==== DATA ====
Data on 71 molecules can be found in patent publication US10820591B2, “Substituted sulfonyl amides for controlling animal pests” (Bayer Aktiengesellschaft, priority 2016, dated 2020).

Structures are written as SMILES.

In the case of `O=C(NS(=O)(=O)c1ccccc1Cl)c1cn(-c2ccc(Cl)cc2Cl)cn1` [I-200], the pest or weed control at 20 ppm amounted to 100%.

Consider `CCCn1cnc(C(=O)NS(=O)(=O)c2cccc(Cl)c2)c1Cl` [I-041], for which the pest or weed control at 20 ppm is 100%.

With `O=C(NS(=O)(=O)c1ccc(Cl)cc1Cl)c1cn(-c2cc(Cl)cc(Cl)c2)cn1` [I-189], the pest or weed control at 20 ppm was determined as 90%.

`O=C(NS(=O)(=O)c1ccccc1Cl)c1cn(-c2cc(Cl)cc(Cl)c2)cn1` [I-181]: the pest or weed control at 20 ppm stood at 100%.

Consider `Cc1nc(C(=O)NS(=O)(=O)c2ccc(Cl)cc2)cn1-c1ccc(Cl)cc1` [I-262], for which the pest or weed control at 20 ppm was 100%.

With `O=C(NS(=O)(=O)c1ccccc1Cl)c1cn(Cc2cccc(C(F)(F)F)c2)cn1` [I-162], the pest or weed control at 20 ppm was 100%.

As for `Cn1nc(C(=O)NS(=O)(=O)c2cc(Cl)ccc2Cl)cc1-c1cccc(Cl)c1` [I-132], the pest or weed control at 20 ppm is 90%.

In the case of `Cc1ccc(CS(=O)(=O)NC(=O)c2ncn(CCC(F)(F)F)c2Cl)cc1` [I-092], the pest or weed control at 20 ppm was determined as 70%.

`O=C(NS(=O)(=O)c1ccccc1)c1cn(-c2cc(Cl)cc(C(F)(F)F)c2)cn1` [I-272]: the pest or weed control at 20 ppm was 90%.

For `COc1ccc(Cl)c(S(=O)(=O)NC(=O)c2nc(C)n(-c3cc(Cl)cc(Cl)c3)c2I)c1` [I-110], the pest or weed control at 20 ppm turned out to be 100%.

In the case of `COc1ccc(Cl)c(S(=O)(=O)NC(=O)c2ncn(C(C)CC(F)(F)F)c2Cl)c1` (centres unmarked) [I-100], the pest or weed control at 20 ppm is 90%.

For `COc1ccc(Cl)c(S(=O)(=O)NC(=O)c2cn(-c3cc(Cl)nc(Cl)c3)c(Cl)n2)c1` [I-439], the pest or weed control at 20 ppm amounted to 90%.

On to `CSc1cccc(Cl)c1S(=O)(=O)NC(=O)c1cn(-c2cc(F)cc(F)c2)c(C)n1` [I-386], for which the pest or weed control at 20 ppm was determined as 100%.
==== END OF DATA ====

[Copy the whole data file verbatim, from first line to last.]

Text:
Data on 71 molecules can be found in patent publication US10820591B2, “Substituted sulfonyl amides for controlling animal pests” (Bayer Aktiengesellschaft, priority 2016, dated 2020).

Structures are written as SMILES.

In the case of `O=C(NS(=O)(=O)c1ccccc1Cl)c1cn(-c2ccc(Cl)cc2Cl)cn1` [I-200], the pest or weed control at 20 ppm amounted to 100%.

Consider `CCCn1cnc(C(=O)NS(=O)(=O)c2cccc(Cl)c2)c1Cl` [I-041], for which the pest or weed control at 20 ppm is 100%.

With `O=C(NS(=O)(=O)c1ccc(Cl)cc1Cl)c1cn(-c2cc(Cl)cc(Cl)c2)cn1` [I-189], the pest or weed control at 20 ppm was determined as 90%.

`O=C(NS(=O)(=O)c1ccccc1Cl)c1cn(-c2cc(Cl)cc(Cl)c2)cn1` [I-181]: the pest or weed control at 20 ppm stood at 100%.

Consider `Cc1nc(C(=O)NS(=O)(=O)c2ccc(Cl)cc2)cn1-c1ccc(Cl)cc1` [I-262], for which the pest or weed control at 20 ppm was 100%.

With `O=C(NS(=O)(=O)c1ccccc1Cl)c1cn(Cc2cccc(C(F)(F)F)c2)cn1` [I-162], the pest or weed control at 20 ppm was 100%.

As for `Cn1nc(C(=O)NS(=O)(=O)c2cc(Cl)ccc2Cl)cc1-c1cccc(Cl)c1` [I-132], the pest or weed control at 20 ppm is 90%.

In the case of `Cc1ccc(CS(=O)(=O)NC(=O)c2ncn(CCC(F)(F)F)c2Cl)cc1` [I-092], the pest or weed control at 20 ppm was determined as 70%.

`O=C(NS(=O)(=O)c1ccccc1)c1cn(-c2cc(Cl)cc(C(F)(F)F)c2)cn1` [I-272]: the pest or weed control at 20 ppm was 90%.

For `COc1ccc(Cl)c(S(=O)(=O)NC(=O)c2nc(C)n(-c3cc(Cl)cc(Cl)c3)c2I)c1` [I-110], the pest or weed control at 20 ppm turned out to be 100%.

In the case of `COc1ccc(Cl)c(S(=O)(=O)NC(=O)c2ncn(C(C)CC(F)(F)F)c2Cl)c1` (centres unmarked) [I-100], the pest or weed control at 20 ppm is 90%.

For `COc1ccc(Cl)c(S(=O)(=O)NC(=O)c2cn(-c3cc(Cl)nc(Cl)c3)c(Cl)n2)c1` [I-439], the pest or weed control at 20 ppm amounted to 90%.

On to `CSc1cccc(Cl)c1S(=O)(=O)NC(=O)c1cn(-c2cc(F)cc(F)c2)c(C)n1` [I-386], for which the pest or weed control at 20 ppm was determined as 100%.